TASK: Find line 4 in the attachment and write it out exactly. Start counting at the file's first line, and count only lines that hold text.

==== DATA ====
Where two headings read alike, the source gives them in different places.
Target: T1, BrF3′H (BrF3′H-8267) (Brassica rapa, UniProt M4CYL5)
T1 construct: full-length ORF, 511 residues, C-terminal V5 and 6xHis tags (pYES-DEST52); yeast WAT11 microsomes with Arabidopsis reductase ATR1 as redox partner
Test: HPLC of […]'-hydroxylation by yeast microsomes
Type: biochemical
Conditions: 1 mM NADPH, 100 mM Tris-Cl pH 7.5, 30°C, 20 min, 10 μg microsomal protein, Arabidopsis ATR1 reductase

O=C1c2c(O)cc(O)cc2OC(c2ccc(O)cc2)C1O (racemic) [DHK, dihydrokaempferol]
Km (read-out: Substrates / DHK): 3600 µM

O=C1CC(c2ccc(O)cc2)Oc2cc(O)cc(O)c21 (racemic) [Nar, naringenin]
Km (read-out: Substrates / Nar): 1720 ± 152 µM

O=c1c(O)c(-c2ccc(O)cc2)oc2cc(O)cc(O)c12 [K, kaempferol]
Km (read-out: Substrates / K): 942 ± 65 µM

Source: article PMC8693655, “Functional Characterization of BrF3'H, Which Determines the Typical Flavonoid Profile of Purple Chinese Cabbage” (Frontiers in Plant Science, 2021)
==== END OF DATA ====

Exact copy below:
Test: HPLC of […]'-hydroxylation by yeast microsomes